Photo Credit: Atlanta Track Club
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Last May, after cleaning up with two impressive wins in the 100m and 200m at the Wingfoot Night of Champions, Adaejah Hodge was interviewed by Olympic gold medalist Gail Devers, who asked, 'Who are two people in your life who have been great influences to you?'
Without hesitation, the Douglasville Alexander High School freshman, whose parents are natives of the British Virgin Islands, answered, 'My mom and FloJo.'
You couldn't have picked two better role models.
Now, fast track to April.
On Friday, the 16-year-old debuted at No. 1 on the MileSplit50 outdoor rankings. She's currently the fourth-fastest U18 athlete in the world at 100m, the third-fastest at 200m and No. 21 in the long jump.
The stats tell a larger story. This past week in Jamaica, the high school sophomore from the British Virgin Islands secured career performances at the CARIFTA Games inside the National Stadium in Kingston, pocketing three individual wins in the 100m, 200m and long jump.
That moment was so big in some circles, in fact, that it actually prompted the Jamaica Observer to print the headline, 'A STAR IS BORN,' referencing Hodge's epic three-medal haul.
The 100m and long jump bookends were especially important, if only because they land Hodge at U.S. No. 1 marks and put her in elite company. The times were 11.29 (0.5), 23.42 (-3.0) and 20 feet, 4 inches. Her 100m time is tied for No. 27 all-time ... with Allyson Felix.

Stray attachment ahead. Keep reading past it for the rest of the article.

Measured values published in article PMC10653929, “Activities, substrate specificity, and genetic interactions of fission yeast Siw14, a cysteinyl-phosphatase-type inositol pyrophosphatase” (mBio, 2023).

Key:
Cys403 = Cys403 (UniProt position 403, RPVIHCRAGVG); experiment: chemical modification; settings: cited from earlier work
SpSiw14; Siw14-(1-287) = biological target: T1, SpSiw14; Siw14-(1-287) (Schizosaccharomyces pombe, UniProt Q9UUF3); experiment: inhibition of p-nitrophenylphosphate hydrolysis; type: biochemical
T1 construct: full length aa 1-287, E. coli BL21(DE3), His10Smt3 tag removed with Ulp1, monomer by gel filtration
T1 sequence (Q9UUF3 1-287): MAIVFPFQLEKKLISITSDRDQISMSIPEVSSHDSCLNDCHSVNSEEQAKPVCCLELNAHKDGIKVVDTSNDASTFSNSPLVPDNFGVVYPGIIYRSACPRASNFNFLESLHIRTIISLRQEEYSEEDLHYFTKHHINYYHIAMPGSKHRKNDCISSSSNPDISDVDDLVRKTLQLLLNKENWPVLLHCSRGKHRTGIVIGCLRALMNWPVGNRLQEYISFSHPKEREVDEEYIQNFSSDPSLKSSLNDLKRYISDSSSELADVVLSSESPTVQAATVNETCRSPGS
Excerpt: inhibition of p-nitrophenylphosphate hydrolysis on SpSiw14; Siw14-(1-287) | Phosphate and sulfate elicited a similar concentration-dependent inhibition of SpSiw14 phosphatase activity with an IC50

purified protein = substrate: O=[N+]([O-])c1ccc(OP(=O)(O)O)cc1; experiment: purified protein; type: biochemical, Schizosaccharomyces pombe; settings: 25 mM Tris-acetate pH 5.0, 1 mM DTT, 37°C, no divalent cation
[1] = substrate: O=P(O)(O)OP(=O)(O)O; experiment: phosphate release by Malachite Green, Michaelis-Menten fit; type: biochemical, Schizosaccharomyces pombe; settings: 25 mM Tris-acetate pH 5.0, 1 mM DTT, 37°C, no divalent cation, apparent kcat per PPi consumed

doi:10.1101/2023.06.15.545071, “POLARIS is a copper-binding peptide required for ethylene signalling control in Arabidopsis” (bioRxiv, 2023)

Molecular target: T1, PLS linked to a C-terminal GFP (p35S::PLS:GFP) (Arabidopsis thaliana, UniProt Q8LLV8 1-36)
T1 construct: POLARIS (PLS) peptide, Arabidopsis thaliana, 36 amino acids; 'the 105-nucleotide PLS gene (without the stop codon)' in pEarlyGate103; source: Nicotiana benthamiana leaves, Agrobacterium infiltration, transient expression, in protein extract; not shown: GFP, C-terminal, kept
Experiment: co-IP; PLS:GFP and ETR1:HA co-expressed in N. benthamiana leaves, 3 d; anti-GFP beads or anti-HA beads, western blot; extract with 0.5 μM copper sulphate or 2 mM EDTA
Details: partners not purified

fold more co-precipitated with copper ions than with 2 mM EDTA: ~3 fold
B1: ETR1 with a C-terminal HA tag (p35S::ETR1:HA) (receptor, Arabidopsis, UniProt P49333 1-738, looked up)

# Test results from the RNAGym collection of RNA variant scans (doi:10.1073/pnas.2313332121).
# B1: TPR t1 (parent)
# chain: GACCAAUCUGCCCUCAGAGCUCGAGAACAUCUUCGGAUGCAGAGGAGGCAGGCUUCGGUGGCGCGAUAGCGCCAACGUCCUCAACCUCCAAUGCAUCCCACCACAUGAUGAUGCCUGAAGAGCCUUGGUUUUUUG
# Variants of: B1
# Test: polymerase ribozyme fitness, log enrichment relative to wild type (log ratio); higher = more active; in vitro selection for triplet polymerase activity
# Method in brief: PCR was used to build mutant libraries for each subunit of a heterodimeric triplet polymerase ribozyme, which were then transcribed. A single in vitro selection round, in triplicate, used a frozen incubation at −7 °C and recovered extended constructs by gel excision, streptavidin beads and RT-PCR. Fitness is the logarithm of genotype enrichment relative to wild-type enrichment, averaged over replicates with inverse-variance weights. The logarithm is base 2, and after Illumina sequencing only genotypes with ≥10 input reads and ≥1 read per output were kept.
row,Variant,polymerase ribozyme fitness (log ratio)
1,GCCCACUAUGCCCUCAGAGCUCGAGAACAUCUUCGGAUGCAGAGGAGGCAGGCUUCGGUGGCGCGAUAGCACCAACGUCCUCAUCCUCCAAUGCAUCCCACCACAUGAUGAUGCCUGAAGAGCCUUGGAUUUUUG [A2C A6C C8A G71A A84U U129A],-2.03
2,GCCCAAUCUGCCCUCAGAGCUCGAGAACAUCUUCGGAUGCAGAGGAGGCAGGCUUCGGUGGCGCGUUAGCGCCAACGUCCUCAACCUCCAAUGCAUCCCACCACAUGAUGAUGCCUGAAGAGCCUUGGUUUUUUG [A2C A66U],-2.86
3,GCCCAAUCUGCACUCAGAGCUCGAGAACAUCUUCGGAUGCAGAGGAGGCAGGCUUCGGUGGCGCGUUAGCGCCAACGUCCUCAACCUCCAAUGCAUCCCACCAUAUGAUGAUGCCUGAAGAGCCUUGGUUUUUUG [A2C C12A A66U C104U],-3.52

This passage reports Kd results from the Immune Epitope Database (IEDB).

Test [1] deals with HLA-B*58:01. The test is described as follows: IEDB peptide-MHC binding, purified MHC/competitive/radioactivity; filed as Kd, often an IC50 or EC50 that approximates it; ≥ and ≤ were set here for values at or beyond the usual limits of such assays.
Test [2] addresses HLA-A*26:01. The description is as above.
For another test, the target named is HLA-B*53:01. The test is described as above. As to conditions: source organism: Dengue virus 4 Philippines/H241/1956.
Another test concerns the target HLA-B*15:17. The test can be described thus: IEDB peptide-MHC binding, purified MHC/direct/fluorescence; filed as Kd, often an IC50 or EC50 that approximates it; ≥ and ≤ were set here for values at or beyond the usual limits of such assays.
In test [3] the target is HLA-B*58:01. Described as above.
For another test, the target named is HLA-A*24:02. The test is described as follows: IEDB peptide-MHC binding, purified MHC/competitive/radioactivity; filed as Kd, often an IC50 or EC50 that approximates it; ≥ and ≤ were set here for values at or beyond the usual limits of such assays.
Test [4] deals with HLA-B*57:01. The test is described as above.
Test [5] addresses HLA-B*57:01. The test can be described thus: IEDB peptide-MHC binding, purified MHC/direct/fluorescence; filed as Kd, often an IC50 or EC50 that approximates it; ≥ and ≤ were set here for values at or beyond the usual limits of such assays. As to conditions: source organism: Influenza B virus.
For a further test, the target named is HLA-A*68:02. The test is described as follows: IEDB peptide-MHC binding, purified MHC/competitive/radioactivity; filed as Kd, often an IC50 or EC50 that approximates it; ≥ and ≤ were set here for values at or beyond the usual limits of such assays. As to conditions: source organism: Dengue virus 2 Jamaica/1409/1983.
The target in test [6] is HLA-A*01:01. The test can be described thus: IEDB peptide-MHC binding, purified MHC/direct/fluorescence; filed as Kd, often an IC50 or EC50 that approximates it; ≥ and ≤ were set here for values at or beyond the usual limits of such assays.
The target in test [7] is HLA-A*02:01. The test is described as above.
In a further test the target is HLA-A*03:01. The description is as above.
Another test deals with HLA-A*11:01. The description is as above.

Previously, she had also run a wind-legal 200m best of 23.25 seconds at the Christian Coleman Invitational.
It doesn't take a rocket scientist to determine that Hodge has elevated her stock significantly in a year's time. Just a year ago, she ran PRs of 11.67, 23.66 and 53.81. She also logged a personal best of 19-5.75 in the long jump.
Looking at those numbers wholly, they present marked improvements of 0.38 seconds in the 100m, 0.41 seconds in the 200m and nearly a foot in the long jump. Improving, even within the smallest margins, becomes ever so difficult when you're racing at an elite level.
But when you have an athlete like Hodge, the ceiling just hits higher.
No other female in the country can currently do what Hodge does plus what she can offer in the field. That's one big reason why she started at No. 1.
While naming the top athlete in the country is always a tough ordeal, what Hodge is doing leaves little doubt at this point in the season.
And that's one big factor in why Hodge might be in line for a major breakthrough season in 2022. She's one of five to maybe 10 females who realistically could challenge for that No. 1 spot throughout the season.
But while CARIFTA was a huge breakthrough moment for the 16-year-old, it was only the beginning.
With plenty of season left, and many more races to target, this sophomore from Georgia has a lot left to give.
And that's one reason why we can't wait to see what she accomplishes.